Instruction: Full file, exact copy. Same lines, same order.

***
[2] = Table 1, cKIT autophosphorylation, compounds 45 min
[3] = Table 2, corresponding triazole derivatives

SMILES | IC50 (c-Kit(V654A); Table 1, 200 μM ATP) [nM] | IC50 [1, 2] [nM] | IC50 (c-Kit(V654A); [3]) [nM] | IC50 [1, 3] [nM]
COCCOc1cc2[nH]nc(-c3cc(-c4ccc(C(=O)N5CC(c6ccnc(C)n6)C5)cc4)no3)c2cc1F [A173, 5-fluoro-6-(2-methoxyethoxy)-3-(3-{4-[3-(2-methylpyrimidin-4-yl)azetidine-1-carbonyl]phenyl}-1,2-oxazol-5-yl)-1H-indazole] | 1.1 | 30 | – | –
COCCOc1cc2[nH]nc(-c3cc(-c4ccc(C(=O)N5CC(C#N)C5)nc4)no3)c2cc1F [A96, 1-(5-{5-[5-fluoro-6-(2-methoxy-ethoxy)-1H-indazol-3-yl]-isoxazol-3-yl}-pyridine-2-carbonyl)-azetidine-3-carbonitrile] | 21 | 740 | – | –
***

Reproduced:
[2] = Table 1, cKIT autophosphorylation, compounds 45 min
[3] = Table 2, corresponding triazole derivatives

SMILES | IC50 (c-Kit(V654A); Table 1, 200 μM ATP) [nM] | IC50 [1, 2] [nM] | IC50 (c-Kit(V654A); [3]) [nM] | IC50 [1, 3] [nM]
COCCOc1cc2[nH]nc(-c3cc(-c4ccc(C(=O)N5CC(c6ccnc(C)n6)C5)cc4)no3)c2cc1F [A173, 5-fluoro-6-(2-methoxyethoxy)-3-(3-{4-[3-(2-methylpyrimidin-4-yl)azetidine-1-carbonyl]phenyl}-1,2-oxazol-5-yl)-1H-indazole] | 1.1 | 30 | – | –
COCCOc1cc2[nH]nc(-c3cc(-c4ccc(C(=O)N5CC(C#N)C5)nc4)no3)c2cc1F [A96, 1-(5-{5-[5-fluoro-6-(2-methoxy-ethoxy)-1H-indazol-3-yl]-isoxazol-3-yl}-pyridine-2-carbonyl)-azetidine-3-carbonitrile] | 21 | 740 | – | –